Wednesday, June 22, 2011

La Madeleine - A Troglodyte Village

Mornings were taking on a pattern at Le Bugue – The morning ride then off to the local bar/café for a coffee and croissant while catching up on news at the local wifi hot spot. Each morning about 10.00 am, there was a dapper elderly French gentleman that would sit himself at the bar and have a small glass of Kir. He was of the generation that wore a beret and a tweed coat. A rather proper looking man he was.
He would look around and occasionally give us the eye but never acknowledged us.
I’ll let Sue tell you more.

OK. The beret for sure. Don't think the coat was tweed...but I digress....
Also, the kir was NOT small!
Each day I would smile, nod etc.. etc.
We were here each day because they had wifi and had the chance to catch up with home.
Finally Leon said. "you have to say hello".
Now I know that this is certainly not the French way. We should have kept going there, smiling and nodding for 3 or 4 years BUT, we're brash sort of Aussies and have no difficulty trading on that!
So the next day, the poor, unsuspecting bloke took his place and I went up with a big smile, introduced myself in French, told him we were Aussies (in French) and bought him his drink! How bold!
The next morning we were there when the man came in. He walked straight to our table, wished us a good day and shook my hand before making his way to the bar. That continued for our time in Le Bugue, and put a big smile on my face! I have to say the  man was also pretty smiley as though he appreciated our cheek!

The day’s adventure would not take us far from Le Bugue – not that you had to find something interesting in this region. La Madeleine was our destination.
The Abri de la Madeleine (The Magdalene shelter) was a prehistoric shelter and is now a site of Magdalenian prehistoric finds situated near Tursac, in the Dordogne département and the Aquitaine Région of South-Western France. It is the site of the discovery of the Bison Licking Insect Bite, a carving estimated 20,000 BC. (Wikipedia)
It’s only in relatively recent times that the cliff face town was abandoned, well compared to some of the other Troglodyte villages in the region. This one had a feeling of authenticity - others in the region had a touch of Disneyland about them. With La Madeleine, you could use your imagination to conjure up sights of what life may have been in this village. It was only discovered in 1863 and many of its treasures are now on display at Les Eyzies.
Further up the road there were more commercialized sights such as La Roque St-Christophe - they were decorated with furniture, implements and figures dressed in the era. More crowds, more costly - yes great sights But!!!
We did the drive-by with these sights and took in the exterior views - La Madeleine had a haunting atmosphere that the past inhabitants spirits may have still been there looking over our shoulder. Maybe it was because Sue and I were almost on our own.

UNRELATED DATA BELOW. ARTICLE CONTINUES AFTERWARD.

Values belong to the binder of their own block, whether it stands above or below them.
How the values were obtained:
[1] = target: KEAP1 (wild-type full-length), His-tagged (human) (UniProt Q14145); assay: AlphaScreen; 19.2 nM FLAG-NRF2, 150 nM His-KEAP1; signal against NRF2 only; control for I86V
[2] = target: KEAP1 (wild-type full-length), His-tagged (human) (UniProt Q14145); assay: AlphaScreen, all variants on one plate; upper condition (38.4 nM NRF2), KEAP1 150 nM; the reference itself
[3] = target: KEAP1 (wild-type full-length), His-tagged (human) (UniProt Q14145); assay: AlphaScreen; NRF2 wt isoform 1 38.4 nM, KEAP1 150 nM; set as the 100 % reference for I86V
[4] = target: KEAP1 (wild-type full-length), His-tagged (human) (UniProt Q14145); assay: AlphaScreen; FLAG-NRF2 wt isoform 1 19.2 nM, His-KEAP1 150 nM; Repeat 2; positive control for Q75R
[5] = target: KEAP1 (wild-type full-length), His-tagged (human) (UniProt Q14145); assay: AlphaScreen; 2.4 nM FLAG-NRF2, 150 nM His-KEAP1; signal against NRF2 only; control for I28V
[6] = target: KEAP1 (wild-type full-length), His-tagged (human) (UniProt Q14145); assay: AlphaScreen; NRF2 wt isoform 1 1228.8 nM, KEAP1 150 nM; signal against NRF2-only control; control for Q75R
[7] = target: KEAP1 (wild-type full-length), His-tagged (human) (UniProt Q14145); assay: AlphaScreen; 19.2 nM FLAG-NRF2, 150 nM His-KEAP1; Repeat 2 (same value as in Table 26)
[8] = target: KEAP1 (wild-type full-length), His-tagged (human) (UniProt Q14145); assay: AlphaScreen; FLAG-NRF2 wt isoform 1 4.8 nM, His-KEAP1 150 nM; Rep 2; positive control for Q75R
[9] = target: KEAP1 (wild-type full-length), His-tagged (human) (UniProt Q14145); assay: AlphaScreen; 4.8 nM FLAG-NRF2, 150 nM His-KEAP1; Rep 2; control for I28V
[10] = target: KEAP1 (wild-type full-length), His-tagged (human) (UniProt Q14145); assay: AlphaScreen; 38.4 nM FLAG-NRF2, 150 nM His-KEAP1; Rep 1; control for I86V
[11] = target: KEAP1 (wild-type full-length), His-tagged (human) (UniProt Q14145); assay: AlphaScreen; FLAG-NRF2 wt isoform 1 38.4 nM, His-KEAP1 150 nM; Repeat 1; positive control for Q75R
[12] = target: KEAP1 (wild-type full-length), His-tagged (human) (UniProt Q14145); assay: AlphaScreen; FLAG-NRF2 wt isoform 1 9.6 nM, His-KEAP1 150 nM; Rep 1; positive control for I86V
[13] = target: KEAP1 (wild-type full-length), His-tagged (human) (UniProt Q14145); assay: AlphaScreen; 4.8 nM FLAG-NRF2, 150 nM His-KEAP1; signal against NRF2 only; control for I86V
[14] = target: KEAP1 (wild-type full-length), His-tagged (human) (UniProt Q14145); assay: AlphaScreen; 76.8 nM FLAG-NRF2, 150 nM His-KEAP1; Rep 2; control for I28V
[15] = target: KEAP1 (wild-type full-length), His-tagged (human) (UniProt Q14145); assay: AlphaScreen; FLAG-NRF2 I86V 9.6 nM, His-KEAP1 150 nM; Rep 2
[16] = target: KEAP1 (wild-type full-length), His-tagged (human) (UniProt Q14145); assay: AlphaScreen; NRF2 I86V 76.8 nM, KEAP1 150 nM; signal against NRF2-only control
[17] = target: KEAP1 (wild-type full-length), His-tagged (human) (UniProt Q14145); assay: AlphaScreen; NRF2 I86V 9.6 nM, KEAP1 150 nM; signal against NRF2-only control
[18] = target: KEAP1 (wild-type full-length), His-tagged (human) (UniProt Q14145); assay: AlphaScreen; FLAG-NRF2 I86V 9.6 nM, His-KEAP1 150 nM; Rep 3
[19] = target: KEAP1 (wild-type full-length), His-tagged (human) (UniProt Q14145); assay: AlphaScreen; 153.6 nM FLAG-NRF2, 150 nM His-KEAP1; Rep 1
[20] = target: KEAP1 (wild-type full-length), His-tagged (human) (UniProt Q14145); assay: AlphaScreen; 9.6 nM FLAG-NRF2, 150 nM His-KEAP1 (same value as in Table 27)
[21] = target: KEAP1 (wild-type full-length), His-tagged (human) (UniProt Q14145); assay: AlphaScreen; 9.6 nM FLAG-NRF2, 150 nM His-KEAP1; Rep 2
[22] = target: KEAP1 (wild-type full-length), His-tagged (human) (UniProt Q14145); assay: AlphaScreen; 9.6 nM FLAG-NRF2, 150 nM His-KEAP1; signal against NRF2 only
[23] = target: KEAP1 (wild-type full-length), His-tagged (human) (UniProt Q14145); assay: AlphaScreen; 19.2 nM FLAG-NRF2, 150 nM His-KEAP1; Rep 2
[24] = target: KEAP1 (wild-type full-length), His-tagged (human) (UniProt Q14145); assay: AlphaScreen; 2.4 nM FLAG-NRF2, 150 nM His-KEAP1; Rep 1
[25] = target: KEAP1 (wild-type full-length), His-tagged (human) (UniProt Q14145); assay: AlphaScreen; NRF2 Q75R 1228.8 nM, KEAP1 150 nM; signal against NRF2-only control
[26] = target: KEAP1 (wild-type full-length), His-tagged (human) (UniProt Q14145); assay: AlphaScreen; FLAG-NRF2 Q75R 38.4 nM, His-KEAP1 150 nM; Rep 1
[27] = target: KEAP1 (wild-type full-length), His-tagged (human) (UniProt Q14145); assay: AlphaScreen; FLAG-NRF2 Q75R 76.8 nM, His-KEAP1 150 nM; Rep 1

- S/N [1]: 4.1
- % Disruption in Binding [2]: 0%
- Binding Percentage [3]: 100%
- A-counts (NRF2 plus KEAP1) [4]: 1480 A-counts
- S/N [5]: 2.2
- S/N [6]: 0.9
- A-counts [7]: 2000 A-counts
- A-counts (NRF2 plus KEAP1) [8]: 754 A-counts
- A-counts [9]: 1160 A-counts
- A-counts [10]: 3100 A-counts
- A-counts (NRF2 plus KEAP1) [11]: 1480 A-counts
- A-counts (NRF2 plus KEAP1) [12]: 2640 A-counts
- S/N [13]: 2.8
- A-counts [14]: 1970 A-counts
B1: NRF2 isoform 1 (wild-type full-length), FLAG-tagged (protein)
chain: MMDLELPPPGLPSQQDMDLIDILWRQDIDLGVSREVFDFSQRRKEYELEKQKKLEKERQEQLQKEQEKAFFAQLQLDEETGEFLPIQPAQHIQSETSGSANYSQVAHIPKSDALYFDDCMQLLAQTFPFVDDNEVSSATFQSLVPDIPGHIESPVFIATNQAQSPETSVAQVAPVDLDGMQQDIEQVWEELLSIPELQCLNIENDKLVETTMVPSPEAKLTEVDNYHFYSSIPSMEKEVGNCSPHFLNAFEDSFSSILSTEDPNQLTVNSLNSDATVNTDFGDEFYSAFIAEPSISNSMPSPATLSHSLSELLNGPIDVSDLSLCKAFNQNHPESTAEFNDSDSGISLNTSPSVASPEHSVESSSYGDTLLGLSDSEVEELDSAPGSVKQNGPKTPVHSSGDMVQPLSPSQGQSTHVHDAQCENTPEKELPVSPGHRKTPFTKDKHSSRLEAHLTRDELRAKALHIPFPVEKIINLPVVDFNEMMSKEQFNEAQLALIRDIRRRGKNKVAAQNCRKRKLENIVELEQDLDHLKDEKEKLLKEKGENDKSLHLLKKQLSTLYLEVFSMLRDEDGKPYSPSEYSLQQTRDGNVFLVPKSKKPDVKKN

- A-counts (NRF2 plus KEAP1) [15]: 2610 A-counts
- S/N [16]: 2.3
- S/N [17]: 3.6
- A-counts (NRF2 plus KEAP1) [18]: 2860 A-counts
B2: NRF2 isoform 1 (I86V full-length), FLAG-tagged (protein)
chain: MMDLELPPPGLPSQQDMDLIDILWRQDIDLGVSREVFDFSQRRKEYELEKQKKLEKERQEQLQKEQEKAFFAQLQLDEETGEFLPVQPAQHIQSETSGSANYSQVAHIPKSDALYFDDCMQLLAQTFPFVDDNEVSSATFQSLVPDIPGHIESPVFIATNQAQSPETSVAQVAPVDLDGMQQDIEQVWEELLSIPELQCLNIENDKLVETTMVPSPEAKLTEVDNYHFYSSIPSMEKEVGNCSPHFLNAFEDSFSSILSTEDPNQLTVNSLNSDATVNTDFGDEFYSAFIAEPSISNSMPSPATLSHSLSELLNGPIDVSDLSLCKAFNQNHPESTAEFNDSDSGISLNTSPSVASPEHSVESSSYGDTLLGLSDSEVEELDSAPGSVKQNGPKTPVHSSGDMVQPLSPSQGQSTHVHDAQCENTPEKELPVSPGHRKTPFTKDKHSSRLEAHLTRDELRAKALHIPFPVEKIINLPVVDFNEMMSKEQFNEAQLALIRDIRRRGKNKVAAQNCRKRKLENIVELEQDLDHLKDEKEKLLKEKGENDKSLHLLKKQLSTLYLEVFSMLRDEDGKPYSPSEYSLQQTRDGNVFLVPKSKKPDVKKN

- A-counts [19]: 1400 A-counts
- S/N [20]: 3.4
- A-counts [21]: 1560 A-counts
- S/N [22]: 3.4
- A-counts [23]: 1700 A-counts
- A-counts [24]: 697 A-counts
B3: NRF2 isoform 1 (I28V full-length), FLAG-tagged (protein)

Looking down on the Vezere from La Madeleine

La Madeleine sits on the huge bend of the Vezere River giving a great position of protection of any invaders on the river. It actually travels a couple of kilometres to retrace its course within 100m.

This carving of a bison licking itself was discovered at La Madeleine and is believed to be around 20,000 years old - carved by a neolithic artist

We looked out across the Vezere Valley from what was the home of a Troglodyte family of the past.

And we even walked into one of their homes set on this rocky cliff side.

La Madeleine Chapel, still well preserved - even to its stained glass window.

Just above La Madeleine are the ruins of the Medieval Chateau of Petit Marzac and the Dojon.

You almost expect some medieval knight to walk out of the ruins.
Sights like this that rose out of the forest made La Madeleine a place that I could revisit.

We did take a drive and came across La Roque St Christophe but there were just too many crowds and the car park was full, so we just took in the sights from the roadside.

Those holes in the rock face supported wooden walkways for the inhabitants. You can see how they carved the soft cliff face for their walkways.
In most cases, the only way to the cliff side villages was by a rope ladder and they had pulley systems to raise their provisions up the rock face.

The Dordogne and the Perigord Noir is a fascinating area and we could write so much more but on a blog there's just too much to describe - maybe there's a travel book in the wings one day. Maybe I'll call it "Wednesdays in France".

Here's two links if you'd like to read more on La Madeleine.


  1. I look forward to Wednesdays in France and today hasn't disappointed - what a lovely area - Yes maybe a travel book in the wings - you have the stories to tell.

  2. Thanks Dianne for your kind comments - Like you, we love our French memories and as I write "Wednesdays in France" they all come rushing back.
    Only 11 months till we are back now. Are you returning again soon?

  3. Loved the tour as always guys!
    And I loved your story about the gentleman and his kir (what good taste). You're spot on... it's not about how good your French is, it's about making the effort and not being afraid to sound stupid. When we lived there we'd always be making a fool of ourselves but the locals appreciated that we were trying and accepted us all the more for it.


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